Tim told us a super spooky story about someone on one of his tours who claimed to see Keren Ellen and was even able to describe the clothes she was wearing which matched that of the autopsy report. The story of Keren Ellen is especially sad as she was 5 months pregnant at the time of her murder. We all silently paid our respects to Keren Ellen and I hope very much that her killer/s will eventually be brought to justice.
While we were all standing around the Memorial, we heard footsteps in the bush behind us. I’m not going to lie here, but I nearly lost control of my bladder. It wasn’t the sound that an animal would make. It was an actual footstep. Everyone in the group heard it and we all had the same look on our faces. About a minute or two later, it happened again. Tim thought there might actually be someone in the bushes playing pranks given that it was Halloween so he went off to investigate. By this point I was well and truly ready to lock myself in the minibus because I would much rather it be a spirit making the noise than some freak in the bush. Tim came back safely with nothing to report. Who knows what or who was making those noises.
After the Memorial we went back to the NFSA for a light supper. The highlight was the most amazing pumpkin cinnamon donuts – oh my god. I only had one but I could have easily shoved my face into the whole plate. After the supper we went into a theatre where Tim gave a presentation to us and another group of people (there for a horror movie marathon) on the top 5 most haunted places in Canberra. Number one on that list was the NFSA. It was formerly the Institute of Anatomy and its history features many, many bodies being dissected, displayed and held there over a period of around 50 years. Notable ‘residents’ included the skull of Ned Kelly and the heart of Phar Lap. It’s also said that murder victim ‘the pyjama girl’ was housed here overnight on her way to Sydney for public exhibition. A projection of her serves as a memorial at the bottom of a staircase.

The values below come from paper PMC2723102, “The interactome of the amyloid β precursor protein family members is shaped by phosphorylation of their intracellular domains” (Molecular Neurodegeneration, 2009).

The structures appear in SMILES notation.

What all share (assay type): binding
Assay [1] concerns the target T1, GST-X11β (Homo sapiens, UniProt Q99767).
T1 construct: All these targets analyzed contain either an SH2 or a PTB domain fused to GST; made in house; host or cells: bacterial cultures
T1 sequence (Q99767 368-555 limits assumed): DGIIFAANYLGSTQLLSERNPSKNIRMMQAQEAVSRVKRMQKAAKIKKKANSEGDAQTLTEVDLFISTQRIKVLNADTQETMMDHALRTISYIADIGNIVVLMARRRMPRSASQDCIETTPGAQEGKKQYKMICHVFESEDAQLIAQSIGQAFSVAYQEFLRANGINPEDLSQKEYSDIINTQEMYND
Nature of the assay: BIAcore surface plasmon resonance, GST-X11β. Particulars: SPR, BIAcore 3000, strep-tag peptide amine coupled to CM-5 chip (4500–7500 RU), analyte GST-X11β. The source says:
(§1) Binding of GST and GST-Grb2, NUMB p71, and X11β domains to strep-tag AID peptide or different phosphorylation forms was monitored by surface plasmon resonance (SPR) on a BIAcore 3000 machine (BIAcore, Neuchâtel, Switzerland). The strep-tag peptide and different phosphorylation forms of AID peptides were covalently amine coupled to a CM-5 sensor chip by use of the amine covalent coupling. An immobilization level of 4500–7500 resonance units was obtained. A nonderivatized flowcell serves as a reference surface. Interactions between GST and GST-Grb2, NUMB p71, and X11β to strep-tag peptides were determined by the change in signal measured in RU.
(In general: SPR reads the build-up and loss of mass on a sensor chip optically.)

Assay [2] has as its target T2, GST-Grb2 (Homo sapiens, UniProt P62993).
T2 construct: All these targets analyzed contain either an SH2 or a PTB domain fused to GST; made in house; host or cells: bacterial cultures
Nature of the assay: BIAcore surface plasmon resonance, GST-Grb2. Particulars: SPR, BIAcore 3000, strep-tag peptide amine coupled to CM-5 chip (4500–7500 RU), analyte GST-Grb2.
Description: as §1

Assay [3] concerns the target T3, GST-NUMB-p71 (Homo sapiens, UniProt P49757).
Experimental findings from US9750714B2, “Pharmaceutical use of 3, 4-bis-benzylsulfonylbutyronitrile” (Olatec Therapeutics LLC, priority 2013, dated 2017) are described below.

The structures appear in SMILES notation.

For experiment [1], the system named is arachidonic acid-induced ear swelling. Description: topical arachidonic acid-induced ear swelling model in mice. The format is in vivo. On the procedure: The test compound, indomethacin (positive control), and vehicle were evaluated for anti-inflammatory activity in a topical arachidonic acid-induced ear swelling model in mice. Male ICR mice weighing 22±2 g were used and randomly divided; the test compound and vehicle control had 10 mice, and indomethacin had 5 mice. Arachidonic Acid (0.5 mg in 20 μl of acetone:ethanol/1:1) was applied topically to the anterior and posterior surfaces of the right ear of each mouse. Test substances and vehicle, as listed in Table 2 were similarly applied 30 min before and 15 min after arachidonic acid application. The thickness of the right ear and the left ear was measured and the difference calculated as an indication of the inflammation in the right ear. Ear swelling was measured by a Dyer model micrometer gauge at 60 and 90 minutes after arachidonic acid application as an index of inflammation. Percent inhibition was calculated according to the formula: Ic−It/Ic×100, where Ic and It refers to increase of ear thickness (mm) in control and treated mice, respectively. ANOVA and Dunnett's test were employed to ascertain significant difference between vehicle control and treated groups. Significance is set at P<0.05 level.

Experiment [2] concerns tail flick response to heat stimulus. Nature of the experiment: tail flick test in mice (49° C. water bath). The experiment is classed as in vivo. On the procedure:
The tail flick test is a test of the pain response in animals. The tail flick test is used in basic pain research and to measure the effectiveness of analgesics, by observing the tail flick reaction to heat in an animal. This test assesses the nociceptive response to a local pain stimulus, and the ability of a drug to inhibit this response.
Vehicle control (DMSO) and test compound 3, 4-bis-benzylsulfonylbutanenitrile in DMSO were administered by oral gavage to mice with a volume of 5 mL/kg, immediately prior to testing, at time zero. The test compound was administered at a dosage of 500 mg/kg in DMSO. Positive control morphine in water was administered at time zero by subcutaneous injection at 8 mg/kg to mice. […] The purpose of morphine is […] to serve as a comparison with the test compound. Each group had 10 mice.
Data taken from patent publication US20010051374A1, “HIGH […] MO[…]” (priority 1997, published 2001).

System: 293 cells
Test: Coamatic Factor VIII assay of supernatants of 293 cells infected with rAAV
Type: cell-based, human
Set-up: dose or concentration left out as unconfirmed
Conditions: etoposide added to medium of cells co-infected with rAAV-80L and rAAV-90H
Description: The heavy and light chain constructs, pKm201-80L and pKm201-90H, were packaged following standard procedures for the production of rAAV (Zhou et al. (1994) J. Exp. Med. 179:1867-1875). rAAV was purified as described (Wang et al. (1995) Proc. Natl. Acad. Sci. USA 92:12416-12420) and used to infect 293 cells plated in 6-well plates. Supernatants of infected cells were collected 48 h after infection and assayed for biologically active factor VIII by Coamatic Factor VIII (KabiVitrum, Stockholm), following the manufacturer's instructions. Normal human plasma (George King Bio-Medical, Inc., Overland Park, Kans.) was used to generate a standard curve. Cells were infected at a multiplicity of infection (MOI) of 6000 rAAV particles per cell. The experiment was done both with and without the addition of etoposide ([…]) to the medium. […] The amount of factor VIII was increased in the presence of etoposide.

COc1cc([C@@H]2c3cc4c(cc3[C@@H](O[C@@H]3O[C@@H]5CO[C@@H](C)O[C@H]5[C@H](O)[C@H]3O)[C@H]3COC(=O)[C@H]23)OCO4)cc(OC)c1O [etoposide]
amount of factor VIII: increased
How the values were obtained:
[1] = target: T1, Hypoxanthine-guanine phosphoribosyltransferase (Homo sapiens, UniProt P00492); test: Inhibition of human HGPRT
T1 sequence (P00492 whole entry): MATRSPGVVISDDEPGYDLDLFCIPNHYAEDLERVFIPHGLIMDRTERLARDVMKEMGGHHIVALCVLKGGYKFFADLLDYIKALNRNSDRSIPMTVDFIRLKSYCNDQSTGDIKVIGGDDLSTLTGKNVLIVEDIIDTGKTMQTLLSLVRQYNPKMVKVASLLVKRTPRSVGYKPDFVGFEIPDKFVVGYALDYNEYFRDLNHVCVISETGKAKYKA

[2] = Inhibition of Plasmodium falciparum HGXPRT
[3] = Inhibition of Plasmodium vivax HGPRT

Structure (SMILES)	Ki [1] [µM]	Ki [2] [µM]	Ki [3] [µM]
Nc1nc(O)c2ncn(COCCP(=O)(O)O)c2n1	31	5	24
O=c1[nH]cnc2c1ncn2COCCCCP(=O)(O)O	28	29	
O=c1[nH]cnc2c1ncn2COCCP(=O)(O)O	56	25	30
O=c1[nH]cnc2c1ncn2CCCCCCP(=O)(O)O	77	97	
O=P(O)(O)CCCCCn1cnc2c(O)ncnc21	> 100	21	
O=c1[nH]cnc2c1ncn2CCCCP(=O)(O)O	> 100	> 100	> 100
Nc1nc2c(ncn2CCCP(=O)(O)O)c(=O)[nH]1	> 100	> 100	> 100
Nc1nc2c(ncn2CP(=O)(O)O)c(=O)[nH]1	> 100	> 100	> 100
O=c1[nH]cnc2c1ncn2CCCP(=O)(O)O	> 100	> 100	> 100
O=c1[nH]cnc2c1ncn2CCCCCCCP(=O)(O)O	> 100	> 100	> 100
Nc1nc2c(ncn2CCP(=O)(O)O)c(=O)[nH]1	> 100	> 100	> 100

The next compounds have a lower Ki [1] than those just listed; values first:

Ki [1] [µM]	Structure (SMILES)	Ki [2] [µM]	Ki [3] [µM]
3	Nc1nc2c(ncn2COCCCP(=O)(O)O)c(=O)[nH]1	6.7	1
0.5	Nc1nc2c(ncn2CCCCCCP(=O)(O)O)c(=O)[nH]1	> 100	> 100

In the foyer at the NFSA there is a commemorative plaque to Sir Colin McKenzie, the founder of the Institute, and his ashes are housed in the wall behind the plaque. There are stories that people have seen an apparition coming through the wall from the plaque.
Some staff at the NFSA, past and present, refuse to enter the basement alone. A tradesman claims to have been pinned up against the wall in there and had to call out to a colleague for help.
On our way out, we walked through the basement briefly, past the room that housed Ned Kelly’s skull, and I felt so on edge I was silently cursing the people who were taking their time having a leisurely stroll. They could not have walked any slower. I felt like I was being watched and I could feel such a strong presence, I was well and truly freaked out.
Whether you are a believer in the paranormal or a total skeptic, you will still enjoy one of Tim’s tours. Tim’s knowledge of local history is phenomenal and he tells stories with incredible detail. Going on this tour was probably the best thing I have done in Canberra and I am already planning to attend another one.
Tim the Yowie Man conducts tours in Canberra and surrounds, and has a new tour coming soon! You can find out details and how to book at his website: www.yowieman.com.au